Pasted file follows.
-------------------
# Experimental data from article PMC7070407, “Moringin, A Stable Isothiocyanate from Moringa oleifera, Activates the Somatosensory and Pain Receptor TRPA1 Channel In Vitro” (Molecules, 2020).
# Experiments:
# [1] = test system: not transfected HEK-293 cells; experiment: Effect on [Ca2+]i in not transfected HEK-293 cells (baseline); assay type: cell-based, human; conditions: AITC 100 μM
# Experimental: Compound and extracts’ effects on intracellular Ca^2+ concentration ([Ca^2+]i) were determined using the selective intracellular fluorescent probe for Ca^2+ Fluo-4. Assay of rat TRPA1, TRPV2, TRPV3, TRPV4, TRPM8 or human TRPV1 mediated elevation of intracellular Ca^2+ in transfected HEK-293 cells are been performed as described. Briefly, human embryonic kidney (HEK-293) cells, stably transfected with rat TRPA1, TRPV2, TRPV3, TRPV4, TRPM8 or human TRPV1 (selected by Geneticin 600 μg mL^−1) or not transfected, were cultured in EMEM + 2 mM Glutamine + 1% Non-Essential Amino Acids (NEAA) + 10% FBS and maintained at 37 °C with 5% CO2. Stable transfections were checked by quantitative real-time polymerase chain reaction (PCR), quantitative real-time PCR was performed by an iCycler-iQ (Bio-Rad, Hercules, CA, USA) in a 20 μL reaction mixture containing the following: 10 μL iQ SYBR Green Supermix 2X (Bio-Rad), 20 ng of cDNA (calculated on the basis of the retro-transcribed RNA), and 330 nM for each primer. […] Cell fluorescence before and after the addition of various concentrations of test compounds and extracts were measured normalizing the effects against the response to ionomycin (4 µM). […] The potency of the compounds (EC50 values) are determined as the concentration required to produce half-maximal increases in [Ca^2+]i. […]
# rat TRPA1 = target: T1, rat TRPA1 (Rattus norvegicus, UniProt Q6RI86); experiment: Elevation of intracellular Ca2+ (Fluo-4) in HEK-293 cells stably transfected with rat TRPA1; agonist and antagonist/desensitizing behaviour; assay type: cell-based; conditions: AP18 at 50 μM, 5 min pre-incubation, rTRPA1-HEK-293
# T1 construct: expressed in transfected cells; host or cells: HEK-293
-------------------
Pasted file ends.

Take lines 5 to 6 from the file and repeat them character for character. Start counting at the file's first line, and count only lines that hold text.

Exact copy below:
# rat TRPA1 = target: T1, rat TRPA1 (Rattus norvegicus, UniProt Q6RI86); experiment: Elevation of intracellular Ca2+ (Fluo-4) in HEK-293 cells stably transfected with rat TRPA1; agonist and antagonist/desensitizing behaviour; assay type: cell-based; conditions: AP18 at 50 μM, 5 min pre-incubation, rTRPA1-HEK-293
# T1 construct: expressed in transfected cells; host or cells: HEK-293